A set of four scarves owned by George Orwell while fighting in the Spanish civil war are expected to sell for between ?�800-1,200 ($1,278-1,917) at Dreweatts & Bloomsbury Auctions in London on October 3.
The lot includes the scarf he was wearing when he was shot in the neck by a sniper.
The scarves are decorated with anti-fascist slogans and artwork, and feature strong provenance. One scarf is marked with a small hole and bloodstains, and is confirmed to have been worn by the author at Huesca in 1937, where he received his wound.
The scarves were given to the father of the consignor by the field doctor who treated Orwell following the shooting.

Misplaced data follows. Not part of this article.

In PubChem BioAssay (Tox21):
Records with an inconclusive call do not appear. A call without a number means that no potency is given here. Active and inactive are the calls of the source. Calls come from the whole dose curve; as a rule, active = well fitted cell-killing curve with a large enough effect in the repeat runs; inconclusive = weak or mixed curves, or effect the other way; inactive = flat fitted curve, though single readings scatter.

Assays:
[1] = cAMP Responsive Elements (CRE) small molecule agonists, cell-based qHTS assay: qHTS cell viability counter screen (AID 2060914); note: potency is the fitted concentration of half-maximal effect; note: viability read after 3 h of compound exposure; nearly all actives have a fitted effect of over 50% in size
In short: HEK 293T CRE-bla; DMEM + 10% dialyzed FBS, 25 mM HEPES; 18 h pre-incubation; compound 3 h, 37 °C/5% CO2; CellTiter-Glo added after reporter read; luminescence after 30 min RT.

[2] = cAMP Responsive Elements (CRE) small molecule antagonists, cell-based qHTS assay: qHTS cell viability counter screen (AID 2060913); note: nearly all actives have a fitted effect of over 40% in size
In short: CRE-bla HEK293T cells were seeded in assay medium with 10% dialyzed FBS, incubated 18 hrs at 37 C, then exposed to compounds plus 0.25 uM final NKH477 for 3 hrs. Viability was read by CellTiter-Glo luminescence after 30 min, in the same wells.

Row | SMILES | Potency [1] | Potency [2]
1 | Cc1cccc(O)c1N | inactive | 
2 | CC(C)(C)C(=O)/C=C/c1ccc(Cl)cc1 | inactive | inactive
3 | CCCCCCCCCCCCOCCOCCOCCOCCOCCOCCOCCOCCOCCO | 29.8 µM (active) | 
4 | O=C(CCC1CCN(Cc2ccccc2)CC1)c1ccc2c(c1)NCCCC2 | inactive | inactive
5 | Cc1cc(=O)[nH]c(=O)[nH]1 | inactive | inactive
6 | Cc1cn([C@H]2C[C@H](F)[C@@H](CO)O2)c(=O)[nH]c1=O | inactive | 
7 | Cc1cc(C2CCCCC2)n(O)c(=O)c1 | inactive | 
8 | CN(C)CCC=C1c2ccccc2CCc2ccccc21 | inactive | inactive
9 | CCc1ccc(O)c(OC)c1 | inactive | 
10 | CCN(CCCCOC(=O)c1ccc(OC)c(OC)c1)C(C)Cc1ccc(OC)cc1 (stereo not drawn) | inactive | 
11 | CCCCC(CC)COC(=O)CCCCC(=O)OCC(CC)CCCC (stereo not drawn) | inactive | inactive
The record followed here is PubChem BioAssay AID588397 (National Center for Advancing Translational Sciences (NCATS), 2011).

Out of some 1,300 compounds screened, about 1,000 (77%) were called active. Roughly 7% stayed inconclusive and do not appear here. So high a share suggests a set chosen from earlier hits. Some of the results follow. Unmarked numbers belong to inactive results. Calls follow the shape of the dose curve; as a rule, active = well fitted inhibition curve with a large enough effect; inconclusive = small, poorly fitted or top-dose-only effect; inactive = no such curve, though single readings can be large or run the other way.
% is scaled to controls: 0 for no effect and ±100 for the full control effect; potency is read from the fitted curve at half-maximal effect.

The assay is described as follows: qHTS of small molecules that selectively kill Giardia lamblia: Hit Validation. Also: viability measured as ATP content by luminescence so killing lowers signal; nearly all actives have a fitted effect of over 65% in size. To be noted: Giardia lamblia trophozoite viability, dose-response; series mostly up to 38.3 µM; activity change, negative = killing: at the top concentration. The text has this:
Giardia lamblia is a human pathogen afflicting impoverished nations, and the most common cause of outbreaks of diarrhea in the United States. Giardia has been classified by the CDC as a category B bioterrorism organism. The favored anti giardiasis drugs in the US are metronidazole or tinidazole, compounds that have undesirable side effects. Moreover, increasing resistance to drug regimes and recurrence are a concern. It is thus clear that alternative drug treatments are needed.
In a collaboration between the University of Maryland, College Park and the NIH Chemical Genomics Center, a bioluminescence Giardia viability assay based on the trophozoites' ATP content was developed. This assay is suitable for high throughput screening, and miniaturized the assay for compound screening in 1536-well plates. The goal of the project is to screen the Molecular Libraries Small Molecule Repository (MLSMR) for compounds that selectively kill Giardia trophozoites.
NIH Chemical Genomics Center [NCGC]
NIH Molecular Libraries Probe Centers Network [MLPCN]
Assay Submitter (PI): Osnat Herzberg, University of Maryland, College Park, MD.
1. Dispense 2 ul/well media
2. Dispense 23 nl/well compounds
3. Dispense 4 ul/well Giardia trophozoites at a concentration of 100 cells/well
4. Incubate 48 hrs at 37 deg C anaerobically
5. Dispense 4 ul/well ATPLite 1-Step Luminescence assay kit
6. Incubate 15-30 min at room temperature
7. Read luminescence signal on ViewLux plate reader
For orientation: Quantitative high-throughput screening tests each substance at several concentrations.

Orwell described the event in his book, Homage to Catalonia: "I had been about ten days at the front when it happened. The whole experience of being hit by a bullet is very interesting.
"Suddenly, in the very middle of saying something, I felt--it is very hard to describe what I felt, though I remember it with the utmost vividness. Roughly speaking it was the sensation of being at the center of an explosion.
"Webb, our stretcher-bearer, had brought a bandage and one of the little bottles of alcohol they gave us for field-dressings. The doctor re-bandaged the wound, gave me a shot of morphine, and sent me off to Sietamo."
Other notable lots at the auction include a rare first edition of Jane Austen's Pride and Prejudice valued at ?�20,000-25,000 ($31,964-39,955) and a copy of the Cologne Chronicles with an estimate of ?�12,000-18,000 ($19,178-28,767).
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